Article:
Since three degrees of love and wisdom, and thence of use, exist with man, it follows that three degrees of will and understanding, and of their deed of conclusion, and thus of determination to use, are also his; for the will is the receptacle of love, the understanding is the receptacle of wisdom, and the deed of conclusion is the use arising out of these. From which considerations it is evident that there is with every man a natural, spiritual, and celestial will and understanding in potency by birth, and in act when they are opened. In a word, the mind of man, which consists of a will and an understanding from creation, and thence from birth, is of three degrees, so that man has a natural mind, a spiritual mind, and a celestial mind; and by virtue of this he can be elevated to angelic wisdom, and possess it while he lives in the world, but still he only comes into it after death, that is, if he becomes an angel, and then he speaks ineffable things and things incomprehensible to the natural man.


[5 of 5] Swedenborg (1688-1772, Sweden): primary subject "Law of Degrees" (search under Cosmology/Cosmology, Laws)": source "Apocalypse Explained, vol.6": detail "‘Divine Love’ [posthumous] XI"
There are continuous degrees and discrete degrees; both of these are in every form, whether in the natural world or the spiritual world. Everyone is acquainted with continuous degrees, but few with discrete degrees; and those who are not acquainted with the latter grope about, as it were, in the dark, when they investigate the causes of things. … Continuous degrees, with which all are familiar, are like degrees of light passing into shade, of heat into cold, of rarity into density. …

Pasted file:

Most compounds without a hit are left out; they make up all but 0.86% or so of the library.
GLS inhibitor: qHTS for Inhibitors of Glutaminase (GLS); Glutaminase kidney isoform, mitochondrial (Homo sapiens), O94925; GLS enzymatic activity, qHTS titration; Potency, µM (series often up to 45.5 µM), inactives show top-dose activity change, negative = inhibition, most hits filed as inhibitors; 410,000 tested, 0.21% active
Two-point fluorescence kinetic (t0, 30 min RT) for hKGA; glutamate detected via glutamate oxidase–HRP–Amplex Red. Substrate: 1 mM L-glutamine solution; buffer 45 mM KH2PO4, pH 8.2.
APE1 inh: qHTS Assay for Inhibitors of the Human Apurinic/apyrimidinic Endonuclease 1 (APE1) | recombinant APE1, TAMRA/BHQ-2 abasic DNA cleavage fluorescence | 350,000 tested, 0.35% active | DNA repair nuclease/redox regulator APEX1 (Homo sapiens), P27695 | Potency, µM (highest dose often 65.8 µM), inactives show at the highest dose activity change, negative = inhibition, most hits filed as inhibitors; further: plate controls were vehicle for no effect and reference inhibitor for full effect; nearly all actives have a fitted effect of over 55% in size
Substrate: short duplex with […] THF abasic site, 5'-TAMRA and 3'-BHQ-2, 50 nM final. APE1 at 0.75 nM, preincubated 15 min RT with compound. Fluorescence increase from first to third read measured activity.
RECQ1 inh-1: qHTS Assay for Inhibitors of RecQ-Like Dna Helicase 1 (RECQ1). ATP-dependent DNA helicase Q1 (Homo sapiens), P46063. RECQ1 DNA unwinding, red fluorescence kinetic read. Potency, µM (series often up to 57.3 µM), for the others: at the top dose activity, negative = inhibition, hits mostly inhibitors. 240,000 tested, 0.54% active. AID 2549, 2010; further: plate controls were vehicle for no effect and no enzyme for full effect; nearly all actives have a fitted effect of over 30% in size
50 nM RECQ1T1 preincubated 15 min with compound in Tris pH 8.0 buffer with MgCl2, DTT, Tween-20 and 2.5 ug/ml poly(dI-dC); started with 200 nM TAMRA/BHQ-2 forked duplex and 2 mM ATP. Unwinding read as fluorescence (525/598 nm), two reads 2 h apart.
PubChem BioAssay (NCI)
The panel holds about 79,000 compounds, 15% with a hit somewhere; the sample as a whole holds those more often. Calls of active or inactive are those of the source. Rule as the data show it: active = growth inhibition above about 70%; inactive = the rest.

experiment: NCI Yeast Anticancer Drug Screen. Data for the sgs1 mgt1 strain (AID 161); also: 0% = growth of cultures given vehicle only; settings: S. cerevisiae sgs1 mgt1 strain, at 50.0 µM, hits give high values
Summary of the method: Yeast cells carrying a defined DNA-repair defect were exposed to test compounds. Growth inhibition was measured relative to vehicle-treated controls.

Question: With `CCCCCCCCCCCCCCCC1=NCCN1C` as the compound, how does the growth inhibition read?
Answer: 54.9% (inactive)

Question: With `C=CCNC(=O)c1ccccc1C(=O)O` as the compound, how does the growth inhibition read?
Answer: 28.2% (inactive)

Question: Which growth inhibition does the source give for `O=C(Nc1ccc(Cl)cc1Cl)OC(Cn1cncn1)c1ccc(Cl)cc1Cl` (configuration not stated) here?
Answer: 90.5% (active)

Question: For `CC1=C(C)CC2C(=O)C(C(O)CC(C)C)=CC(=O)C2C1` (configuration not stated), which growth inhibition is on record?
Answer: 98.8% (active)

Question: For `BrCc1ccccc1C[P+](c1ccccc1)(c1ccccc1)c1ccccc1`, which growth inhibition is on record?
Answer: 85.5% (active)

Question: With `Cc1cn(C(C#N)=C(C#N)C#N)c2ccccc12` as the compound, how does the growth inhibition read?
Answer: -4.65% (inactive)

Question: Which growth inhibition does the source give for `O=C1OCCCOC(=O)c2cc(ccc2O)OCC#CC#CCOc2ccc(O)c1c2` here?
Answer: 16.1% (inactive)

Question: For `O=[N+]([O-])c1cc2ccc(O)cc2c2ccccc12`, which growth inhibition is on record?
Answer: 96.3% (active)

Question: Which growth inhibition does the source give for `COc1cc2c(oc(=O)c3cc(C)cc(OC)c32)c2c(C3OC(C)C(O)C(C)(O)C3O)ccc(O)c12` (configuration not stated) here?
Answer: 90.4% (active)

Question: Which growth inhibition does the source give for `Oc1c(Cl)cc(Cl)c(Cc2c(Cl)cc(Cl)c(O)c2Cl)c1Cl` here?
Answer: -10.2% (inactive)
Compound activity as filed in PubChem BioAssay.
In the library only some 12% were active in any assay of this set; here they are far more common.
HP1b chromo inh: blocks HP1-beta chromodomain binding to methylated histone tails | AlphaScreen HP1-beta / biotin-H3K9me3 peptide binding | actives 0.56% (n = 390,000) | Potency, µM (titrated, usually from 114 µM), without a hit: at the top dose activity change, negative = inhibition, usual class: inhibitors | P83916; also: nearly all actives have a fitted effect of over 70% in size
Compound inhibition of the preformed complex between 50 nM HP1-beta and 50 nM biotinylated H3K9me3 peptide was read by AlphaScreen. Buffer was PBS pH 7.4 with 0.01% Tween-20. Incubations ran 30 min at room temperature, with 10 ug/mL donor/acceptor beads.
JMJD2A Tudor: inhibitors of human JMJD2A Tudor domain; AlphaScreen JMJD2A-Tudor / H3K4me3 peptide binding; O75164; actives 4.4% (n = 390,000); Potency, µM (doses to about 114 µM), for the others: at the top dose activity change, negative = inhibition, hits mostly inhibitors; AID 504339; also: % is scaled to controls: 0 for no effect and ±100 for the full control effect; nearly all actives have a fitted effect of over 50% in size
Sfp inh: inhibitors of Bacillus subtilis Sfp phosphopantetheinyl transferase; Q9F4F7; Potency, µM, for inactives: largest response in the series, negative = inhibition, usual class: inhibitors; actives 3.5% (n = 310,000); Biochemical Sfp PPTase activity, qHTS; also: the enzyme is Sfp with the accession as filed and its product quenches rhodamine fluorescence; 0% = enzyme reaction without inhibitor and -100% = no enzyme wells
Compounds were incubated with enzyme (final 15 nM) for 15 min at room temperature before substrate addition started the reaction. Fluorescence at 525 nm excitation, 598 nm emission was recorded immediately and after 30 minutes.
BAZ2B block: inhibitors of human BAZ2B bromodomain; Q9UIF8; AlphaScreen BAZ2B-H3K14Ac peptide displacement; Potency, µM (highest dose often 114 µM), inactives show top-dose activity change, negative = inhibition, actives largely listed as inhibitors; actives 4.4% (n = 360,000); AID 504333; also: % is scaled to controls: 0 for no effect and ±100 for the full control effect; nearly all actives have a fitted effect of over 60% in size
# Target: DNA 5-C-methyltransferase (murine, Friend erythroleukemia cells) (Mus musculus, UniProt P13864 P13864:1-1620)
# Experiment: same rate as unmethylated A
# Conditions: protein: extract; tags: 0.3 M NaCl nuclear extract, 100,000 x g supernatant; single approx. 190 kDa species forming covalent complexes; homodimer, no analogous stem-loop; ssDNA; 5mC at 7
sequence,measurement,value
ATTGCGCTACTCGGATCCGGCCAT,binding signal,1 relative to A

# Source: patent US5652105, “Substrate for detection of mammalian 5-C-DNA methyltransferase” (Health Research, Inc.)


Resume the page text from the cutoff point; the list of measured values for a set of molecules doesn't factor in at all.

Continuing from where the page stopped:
But discrete degrees are entirely different; these proceed not in a plane to the surrounding sides, but from the highest to the lowest; therefore they are called descending degrees. They are discrete like efficient causes and effects, which again become efficient even to the ultimate effect. They stand in the relation of a producing force to the resulting forces, which again become producing forces, even to the final result. In a word, they are the degrees of the formation of one thing from another, thus from the first or highest to the ultimate or lowest, where formation ceases. These degrees, therefore, are prior and posterior things, as well as higher and lower things. All creation takes place by means of these degrees; all production is the result of them, and equally all integration in the world of nature. For if you analyze anything of a composite nature, you will see that one thing therein is from another, even to the outermost, which is common to all.